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How to: Manage Data Concurrency in the Object Context

This topic provides an example of how to manage concurrency in an object context. The example in this topic demonstrates a scenario in which you want to make sure that saving changes made to your object on the client succeed whether or not any intermediate changes were made to the database. You will generate and handle an OptimisticConcurrencyException when updating the Status property of SalesOrderHeader object.

Bb399228.note(en-us,VS.100).gifNote:
The way you handle concurrency exceptions depends on the business rules required by your application. Mike Taulty discusses some considerations and possible ways to handle concurrency conflicts in the following blog: On Entity Framework, Concurrency.

The example in this topic is based on the Adventure Works Sales Model. To run the code in this example, you must have already added the AdventureWorks Sales Model to your project and configured your project to use the Entity Framework. To do this, complete the procedures in How to: Manually Configure an Entity Framework Project and How to: Manually Define the Model and Mapping Files.

To successfully generate an OptimisticConcurrencyException, you must modify the Status property in the conceptual mapping file.

To enable concurrency checking on the Status property

  1. Open the AdventureWorks.csdl file and locate the definition for the SalesOrderHeader entity.

  2. Find the child Status element, and add the following attribute:

    ConcurrencyMode="fixed"
    
  3. Save changes to AdventureWorks.csdl.

  4. In the following example code, set a breakpoint after the foreach loop (For Each in Visual Basic) and run the application in debug mode.

  5. When the execution breaks, use SQL Server Management Studio to execute the following Transact-SQL command against the AdventureWorks database:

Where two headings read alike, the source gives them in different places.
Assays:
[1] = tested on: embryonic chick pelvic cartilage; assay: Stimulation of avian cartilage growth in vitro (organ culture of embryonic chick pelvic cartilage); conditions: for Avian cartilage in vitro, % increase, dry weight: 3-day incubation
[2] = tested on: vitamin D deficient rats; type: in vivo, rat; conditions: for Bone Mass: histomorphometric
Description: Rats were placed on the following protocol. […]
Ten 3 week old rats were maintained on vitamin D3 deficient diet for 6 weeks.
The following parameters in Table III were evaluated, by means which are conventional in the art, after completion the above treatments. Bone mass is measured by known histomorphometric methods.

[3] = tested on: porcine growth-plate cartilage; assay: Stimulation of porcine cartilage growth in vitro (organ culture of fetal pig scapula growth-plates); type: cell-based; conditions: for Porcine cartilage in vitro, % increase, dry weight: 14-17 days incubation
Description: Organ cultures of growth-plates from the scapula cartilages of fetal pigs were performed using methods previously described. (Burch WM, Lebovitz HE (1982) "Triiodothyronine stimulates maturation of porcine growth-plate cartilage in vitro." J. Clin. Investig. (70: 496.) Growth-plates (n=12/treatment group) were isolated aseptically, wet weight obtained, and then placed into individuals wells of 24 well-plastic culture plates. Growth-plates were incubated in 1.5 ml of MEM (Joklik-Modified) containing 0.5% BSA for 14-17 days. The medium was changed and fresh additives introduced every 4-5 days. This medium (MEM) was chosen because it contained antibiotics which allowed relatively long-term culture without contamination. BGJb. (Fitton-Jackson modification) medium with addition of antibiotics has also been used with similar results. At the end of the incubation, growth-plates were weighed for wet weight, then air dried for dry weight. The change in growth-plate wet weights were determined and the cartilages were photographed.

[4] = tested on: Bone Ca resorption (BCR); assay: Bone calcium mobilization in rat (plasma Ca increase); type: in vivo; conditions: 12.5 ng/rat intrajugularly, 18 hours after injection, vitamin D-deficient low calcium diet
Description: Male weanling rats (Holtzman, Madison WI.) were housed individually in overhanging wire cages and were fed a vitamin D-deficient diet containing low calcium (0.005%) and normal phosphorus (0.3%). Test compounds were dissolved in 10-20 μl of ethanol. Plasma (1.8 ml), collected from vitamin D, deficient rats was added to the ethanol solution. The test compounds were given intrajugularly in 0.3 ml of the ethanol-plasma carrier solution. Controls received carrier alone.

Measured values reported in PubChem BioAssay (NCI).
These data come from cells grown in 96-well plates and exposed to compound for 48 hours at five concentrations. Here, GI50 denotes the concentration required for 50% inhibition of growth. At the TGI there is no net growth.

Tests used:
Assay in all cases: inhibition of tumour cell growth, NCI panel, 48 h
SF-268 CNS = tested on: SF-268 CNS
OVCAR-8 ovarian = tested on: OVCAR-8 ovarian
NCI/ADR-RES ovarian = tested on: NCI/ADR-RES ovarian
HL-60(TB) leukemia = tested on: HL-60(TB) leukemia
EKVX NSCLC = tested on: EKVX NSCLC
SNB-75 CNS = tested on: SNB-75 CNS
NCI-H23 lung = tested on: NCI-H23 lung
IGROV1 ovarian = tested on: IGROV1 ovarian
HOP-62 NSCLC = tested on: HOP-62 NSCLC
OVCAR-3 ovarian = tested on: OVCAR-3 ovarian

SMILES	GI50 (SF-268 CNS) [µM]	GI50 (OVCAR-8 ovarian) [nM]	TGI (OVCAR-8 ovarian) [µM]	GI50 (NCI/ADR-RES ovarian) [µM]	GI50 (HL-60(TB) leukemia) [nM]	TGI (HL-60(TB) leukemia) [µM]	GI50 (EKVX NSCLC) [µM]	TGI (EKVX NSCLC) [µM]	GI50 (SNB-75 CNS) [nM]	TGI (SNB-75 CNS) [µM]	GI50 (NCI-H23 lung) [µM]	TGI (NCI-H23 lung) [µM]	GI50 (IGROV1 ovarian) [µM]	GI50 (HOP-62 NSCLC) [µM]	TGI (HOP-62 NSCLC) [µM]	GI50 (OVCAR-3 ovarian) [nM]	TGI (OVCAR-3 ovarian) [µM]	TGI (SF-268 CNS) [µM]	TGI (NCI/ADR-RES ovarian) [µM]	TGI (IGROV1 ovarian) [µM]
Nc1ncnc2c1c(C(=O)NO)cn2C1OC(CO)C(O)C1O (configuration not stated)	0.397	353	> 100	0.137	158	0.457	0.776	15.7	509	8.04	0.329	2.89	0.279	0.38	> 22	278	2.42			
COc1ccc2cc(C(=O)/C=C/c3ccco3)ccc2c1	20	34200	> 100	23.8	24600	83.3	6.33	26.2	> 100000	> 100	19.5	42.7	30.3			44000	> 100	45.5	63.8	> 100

UPDATE Sales.SalesOrderHeader SET Status = 1 WHERE CreditCardApprovalCode IS NULL.
    
  6. Restart program execution.

Example

In this example, changes to the Status property of the SalesOrderHeader object cause an OptimisticConcurrencyException when the procedure above is followed.

using (AdventureWorksEntities context =
    new AdventureWorksEntities())
{
    try
    {
        // Perform an operation with a high-level of concurrency.
        // Change the status of all orders without an approval code.
        ObjectQuery<SalesOrderHeader> orders =
            context.SalesOrderHeaders.Where(
            "it.CreditCardApprovalCode IS NULL").Top("100");

        foreach (SalesOrderHeader order in orders)
        {
            // Reset the order status to 4 = Rejected.
            order.Status = 4;
        }
        try
        {
            // Try to save changes, which may cause a conflict.
            int num = context.SaveChanges();
            Console.WriteLine("No conflicts. " +
                num.ToString() + " updates saved.");
        }
        catch (OptimisticConcurrencyException)
        {
            // Resolve the concurrency conflict by refreshing the 
            // object context before re-saving changes. 
            context.Refresh(RefreshMode.ClientWins, orders);

            // Save changes.
            context.SaveChanges();
            Console.WriteLine("OptimisticConcurrencyException "
            + "handled and changes saved");
        }

        foreach (SalesOrderHeader order in orders)
        {
            Console.WriteLine("Order ID: " + order.SalesOrderID.ToString()
                + " Order status: " + order.Status.ToString());
        }
    }
    catch (UpdateException ex)
    {
        Console.WriteLine(ex.ToString());
    }
}

See Also

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